Former Laguna Beach police chief Laura Farinella slept in Friday morning, the first of her retirement, and plans to hike Laguna Canyon Wilderness Park this weekend.
Her departure from Laguna Beach after more than five and a half years with the Laguna Beach Police Department is a historic milestone. In March 2015, Farinella shattered a glass ceiling as Laguna Beach’s first female police chief and Orange County’s first openly gay police chief.
Farinella’s wife Dawn and their children Emily and Charlie met the outgoing chief for a photo session in front of the Police Department on Thursday evening. They were then ushered off to a private event for public safety employees at the city motor pool lot. A Laguna Beach fire engine, marine safety vehicle, and patrol car could be seen with their lights on from Broadway Street.
“I feel like this is my family,” Farinella said. “It’s been an emotional week.”
Farinella started her last day at work at 7:30 a.m. with signing documents and responding to emails. Later, she walked to the Boardwalk and Main Beach Lifeguard Tower with Capt. Jeff Calvert.
“This was our tradition to connect with the community,” she said.
Farinella also squeezed in one more meeting with fellow department heads before she wrapped up packing her office.
Farinella had announced in early March that she planned to retire in July after almost 31 years in law enforcement. The search for her replacement was launched shortly after. Gov. Gavin Newsom then announced a stay-at-home order due to COVID-19. The economic fallout prompted city leaders to trim departments’ budgets to prepare for a dip in hotel and sales tax revenue. Public safety staffing was always maintained during this period, city officials said.
This was also followed by nationwide protests over the murder of George Floyd by a former Minneapolis police officer. Black Lives Matter protests at Main Beach were peaceful and subsequently the Laguna Beach City Council voted to appoint an Ad Hoc Task Force to advised the future chief and city manager on local policies and training.
In light of these turbulent times, Farinella agreed to postpone her retirement for months. There was one silver lining for her family. In the pandemic’s early days, City Manager John Pietig encouraged city employees to work from home when possible.
“She’s been home a lot because of Covid so it seems like a natural transition than a sudden one,” said Farinella’s daughter Emily, who recently graduated from UC Irvine.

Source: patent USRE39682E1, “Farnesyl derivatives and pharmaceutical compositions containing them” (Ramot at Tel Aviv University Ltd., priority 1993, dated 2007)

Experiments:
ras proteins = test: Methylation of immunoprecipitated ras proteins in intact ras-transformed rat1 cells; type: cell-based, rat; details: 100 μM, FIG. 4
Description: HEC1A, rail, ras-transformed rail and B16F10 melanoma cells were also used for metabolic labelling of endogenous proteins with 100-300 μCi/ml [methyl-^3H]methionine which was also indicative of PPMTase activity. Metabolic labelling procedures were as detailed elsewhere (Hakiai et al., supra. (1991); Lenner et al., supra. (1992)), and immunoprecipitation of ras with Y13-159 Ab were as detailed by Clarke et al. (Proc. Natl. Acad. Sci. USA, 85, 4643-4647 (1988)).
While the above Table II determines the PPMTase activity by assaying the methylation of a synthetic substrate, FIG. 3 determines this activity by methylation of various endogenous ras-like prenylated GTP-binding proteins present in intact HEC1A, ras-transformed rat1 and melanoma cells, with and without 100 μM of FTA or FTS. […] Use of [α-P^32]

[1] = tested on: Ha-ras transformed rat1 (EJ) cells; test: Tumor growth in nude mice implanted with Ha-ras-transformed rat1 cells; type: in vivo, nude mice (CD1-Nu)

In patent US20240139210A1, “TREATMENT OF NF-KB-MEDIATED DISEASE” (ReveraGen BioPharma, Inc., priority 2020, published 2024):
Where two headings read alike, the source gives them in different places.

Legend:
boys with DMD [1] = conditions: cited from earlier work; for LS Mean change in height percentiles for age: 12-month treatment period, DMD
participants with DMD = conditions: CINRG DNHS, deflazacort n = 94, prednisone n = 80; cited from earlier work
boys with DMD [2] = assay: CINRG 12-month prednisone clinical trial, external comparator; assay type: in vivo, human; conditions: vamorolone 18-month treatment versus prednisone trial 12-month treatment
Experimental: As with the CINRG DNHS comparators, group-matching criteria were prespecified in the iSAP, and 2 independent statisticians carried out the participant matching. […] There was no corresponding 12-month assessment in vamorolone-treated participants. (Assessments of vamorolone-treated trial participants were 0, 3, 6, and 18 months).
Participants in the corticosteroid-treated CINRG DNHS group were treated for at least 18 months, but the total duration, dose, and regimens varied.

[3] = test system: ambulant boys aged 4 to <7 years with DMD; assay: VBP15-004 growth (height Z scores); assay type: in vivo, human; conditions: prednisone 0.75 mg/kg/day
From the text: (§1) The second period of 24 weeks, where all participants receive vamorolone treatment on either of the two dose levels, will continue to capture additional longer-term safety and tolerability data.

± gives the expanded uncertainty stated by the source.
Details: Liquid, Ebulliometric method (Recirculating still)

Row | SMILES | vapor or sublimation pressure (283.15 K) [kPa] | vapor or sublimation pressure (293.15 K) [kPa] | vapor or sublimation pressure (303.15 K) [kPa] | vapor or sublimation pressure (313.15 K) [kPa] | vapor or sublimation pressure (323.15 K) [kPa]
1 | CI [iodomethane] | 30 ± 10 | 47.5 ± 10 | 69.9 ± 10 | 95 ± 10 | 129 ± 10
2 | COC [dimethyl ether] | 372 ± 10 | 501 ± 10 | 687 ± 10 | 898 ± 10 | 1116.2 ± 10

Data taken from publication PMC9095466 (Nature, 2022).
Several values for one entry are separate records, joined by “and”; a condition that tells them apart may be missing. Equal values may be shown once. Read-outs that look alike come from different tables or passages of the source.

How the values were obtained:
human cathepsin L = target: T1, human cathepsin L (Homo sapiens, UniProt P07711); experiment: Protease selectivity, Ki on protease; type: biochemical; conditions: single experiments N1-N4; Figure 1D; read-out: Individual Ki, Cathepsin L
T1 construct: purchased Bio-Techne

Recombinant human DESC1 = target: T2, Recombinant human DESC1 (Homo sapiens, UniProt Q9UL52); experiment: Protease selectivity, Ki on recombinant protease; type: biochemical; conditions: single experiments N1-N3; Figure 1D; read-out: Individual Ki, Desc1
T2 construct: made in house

When asked how it feels to know his mom won’t have to wear a badge anymore, Farinella’s son Charlie said, “It’s a stress reliever.”
“Serving as Chief for the Laguna Beach Police Department has been one of the greatest honors of my career,” Farinella said in a prepared statement in March. “I am extremely proud of the work the Laguna Beach Police Department has done and all of the new ways we’ve been able to connect with our community. I am confident the achievements and momentum created by this Department will continue to grow.”
Under Chief Farinella’s leadership, Laguna Beach experienced record-low crime rates in both 2018 and 2019. As Chief of Police, Farinella led the Department while it launched a series of new policing programs, including the addition of full-time jailers, beach patrol officers, a Downtown foot-beat patrol, and an award-winning school resource officer program.
In response to city council members’ concerns about drug use and other bad behavior at Main Beach and Heisler Park, she established a police presence by installing police information booths manned during weekends.
“Chief Farinella leaves a legacy as a respected leader with a dedication to community-oriented policing, public safety and maintaining the highest standards of professional conduct in the Department,” City Manager John Pietig said in a prepared statement. “The City of Laguna Beach is grateful to Chief Farinella for her leadership, unwavering commitment to this community and always putting the safety of our residents first.”
Prior to her service in Laguna Beach, Farinella worked for the Long Beach Police Department for 25 years. While in Long Beach she worked all Patrol Divisions, oversaw Internal Affairs as a sergeant, and served as the assistant to the Deputy Chief of Investigations. As a commander, she managed communications, East Patrol, and the Gang and Violent Crimes Divisions. She also served as the Long Beach Police Chief of Staff and Support Bureau Deputy Chief.
Robert Thompson, chief of police for Dixon, Calif., is scheduled to become the top cop in Laguna Beach starting Jan. 18. Until then, Acting Chief Jason Kravetz will lead the department.
Farinella said her successor will need to finish the switch to a new consequential dispatch and records system, hire new employees to replace those lost through attrition, and continue policing efforts in neighborhoods disproportionately impacted by visitors.